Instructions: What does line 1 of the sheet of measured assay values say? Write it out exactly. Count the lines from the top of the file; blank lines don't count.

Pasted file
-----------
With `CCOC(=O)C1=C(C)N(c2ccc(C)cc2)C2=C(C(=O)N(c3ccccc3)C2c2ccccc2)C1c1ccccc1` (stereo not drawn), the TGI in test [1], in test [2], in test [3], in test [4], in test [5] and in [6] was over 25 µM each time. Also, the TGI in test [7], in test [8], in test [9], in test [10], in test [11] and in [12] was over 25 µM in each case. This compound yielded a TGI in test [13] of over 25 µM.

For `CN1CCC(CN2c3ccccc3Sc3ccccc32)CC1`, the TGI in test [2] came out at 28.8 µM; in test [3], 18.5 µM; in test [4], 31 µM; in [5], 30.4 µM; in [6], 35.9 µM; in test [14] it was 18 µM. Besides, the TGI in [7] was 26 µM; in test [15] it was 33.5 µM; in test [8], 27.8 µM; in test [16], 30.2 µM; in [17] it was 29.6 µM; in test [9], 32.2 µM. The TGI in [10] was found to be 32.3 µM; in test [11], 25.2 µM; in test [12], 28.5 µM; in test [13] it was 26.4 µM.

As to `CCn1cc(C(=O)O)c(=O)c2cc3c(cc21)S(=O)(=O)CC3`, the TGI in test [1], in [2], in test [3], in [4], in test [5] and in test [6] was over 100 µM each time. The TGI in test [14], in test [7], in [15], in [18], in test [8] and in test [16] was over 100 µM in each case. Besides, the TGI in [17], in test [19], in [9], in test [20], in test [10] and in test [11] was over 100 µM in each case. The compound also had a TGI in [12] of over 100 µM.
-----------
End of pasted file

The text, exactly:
With `CCOC(=O)C1=C(C)N(c2ccc(C)cc2)C2=C(C(=O)N(c3ccccc3)C2c2ccccc2)C1c1ccccc1` (stereo not drawn), the TGI in test [1], in test [2], in test [3], in test [4], in test [5] and in [6] was over 25 µM each time. Also, the TGI in test [7], in test [8], in test [9], in test [10], in test [11] and in [12] was over 25 µM in each case. This compound yielded a TGI in test [13] of over 25 µM.